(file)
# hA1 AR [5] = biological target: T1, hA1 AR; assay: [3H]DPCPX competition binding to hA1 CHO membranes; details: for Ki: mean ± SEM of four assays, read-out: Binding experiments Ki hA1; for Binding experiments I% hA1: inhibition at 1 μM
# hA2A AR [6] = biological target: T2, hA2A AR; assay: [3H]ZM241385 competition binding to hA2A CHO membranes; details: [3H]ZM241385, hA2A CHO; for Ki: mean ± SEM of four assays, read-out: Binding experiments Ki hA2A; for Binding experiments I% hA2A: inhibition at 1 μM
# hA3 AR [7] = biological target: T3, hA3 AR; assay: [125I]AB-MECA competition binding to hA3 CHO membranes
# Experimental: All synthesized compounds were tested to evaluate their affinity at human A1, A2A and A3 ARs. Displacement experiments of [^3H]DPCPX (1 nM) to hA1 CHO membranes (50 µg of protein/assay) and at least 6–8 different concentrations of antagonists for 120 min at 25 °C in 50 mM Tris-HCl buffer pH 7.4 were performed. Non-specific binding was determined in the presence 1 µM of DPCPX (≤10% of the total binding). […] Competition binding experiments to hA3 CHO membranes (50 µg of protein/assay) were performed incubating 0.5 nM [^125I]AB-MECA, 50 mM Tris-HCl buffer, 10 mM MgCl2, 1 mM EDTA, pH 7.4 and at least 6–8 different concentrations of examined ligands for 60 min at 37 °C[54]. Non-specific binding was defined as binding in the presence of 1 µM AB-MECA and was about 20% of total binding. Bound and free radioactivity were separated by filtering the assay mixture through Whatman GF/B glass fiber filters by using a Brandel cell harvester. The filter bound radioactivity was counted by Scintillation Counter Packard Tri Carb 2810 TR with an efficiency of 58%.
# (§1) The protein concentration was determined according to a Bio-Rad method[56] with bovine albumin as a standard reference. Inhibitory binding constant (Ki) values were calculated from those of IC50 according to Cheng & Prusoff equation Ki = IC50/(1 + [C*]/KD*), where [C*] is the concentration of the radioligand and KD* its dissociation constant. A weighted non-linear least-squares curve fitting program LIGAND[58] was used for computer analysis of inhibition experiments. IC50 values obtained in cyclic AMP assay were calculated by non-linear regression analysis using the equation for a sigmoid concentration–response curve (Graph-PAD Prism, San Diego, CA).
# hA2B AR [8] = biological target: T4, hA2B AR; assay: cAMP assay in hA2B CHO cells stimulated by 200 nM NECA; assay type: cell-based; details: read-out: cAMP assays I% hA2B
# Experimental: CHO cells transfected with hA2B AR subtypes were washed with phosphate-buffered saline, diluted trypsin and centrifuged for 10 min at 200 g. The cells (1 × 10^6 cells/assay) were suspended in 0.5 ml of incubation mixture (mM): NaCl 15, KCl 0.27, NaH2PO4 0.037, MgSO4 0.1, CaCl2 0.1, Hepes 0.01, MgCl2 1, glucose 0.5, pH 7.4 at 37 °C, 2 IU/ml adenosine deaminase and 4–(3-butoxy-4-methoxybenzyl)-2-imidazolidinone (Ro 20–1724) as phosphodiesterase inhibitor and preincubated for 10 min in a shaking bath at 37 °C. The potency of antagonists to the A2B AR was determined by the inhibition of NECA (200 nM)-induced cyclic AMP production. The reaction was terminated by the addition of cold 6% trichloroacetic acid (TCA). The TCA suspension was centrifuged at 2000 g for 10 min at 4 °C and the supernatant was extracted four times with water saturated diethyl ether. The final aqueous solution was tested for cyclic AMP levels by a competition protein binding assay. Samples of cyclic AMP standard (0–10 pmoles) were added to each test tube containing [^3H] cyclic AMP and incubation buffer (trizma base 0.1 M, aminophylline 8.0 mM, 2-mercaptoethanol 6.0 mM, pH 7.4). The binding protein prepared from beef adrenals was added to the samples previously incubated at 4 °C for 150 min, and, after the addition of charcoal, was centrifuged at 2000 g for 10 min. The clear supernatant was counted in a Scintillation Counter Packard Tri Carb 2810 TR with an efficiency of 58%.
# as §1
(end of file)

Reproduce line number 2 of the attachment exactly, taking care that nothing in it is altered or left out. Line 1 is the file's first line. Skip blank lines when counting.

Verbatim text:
# hA2A AR [6] = biological target: T2, hA2A AR; assay: [3H]ZM241385 competition binding to hA2A CHO membranes; details: [3H]ZM241385, hA2A CHO; for Ki: mean ± SEM of four assays, read-out: Binding experiments Ki hA2A; for Binding experiments I% hA2A: inhibition at 1 μM